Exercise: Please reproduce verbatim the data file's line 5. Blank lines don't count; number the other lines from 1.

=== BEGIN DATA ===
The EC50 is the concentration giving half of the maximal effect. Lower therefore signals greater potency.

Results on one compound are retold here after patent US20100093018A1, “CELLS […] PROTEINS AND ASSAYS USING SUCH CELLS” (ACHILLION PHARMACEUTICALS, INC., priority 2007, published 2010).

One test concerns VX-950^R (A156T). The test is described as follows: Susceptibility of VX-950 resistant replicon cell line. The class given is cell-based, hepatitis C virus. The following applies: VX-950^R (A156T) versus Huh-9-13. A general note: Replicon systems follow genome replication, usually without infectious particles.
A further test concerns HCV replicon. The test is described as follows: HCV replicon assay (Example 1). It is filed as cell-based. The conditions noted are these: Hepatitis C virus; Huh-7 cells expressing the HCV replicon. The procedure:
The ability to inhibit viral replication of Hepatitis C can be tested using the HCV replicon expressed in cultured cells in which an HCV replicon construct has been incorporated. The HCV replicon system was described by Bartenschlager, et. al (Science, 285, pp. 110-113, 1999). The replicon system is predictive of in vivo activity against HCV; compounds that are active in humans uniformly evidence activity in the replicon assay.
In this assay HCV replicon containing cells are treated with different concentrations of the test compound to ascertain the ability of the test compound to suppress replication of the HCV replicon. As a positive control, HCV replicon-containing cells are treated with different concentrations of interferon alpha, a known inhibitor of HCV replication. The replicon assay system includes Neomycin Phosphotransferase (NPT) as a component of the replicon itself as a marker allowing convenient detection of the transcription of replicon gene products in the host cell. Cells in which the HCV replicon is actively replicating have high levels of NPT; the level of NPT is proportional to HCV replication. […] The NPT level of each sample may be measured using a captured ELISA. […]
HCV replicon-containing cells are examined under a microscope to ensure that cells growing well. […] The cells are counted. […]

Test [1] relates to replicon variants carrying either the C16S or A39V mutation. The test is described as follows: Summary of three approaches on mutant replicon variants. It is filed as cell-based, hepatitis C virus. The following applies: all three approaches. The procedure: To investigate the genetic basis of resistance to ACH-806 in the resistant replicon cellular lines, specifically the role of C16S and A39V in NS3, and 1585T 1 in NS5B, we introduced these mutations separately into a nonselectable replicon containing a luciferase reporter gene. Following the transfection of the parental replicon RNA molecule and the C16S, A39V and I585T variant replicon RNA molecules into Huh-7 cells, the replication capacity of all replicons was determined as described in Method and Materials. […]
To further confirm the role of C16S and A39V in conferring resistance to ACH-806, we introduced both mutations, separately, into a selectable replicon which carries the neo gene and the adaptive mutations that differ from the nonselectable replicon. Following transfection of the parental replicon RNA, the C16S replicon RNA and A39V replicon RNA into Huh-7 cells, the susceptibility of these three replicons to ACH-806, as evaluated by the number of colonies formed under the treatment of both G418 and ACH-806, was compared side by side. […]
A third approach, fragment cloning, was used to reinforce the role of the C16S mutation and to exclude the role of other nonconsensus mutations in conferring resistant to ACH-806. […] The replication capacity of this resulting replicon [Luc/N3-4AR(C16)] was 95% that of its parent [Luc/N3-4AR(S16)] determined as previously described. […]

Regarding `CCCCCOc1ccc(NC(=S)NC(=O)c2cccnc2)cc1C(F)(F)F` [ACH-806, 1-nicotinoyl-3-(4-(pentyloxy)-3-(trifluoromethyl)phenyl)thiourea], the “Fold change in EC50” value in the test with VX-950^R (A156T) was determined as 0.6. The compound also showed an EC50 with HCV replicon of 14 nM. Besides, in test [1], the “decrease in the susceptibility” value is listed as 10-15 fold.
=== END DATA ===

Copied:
The ability to inhibit viral replication of Hepatitis C can be tested using the HCV replicon expressed in cultured cells in which an HCV replicon construct has been incorporated. The HCV replicon system was described by Bartenschlager, et. al (Science, 285, pp. 110-113, 1999). The replicon system is predictive of in vivo activity against HCV; compounds that are active in humans uniformly evidence activity in the replicon assay.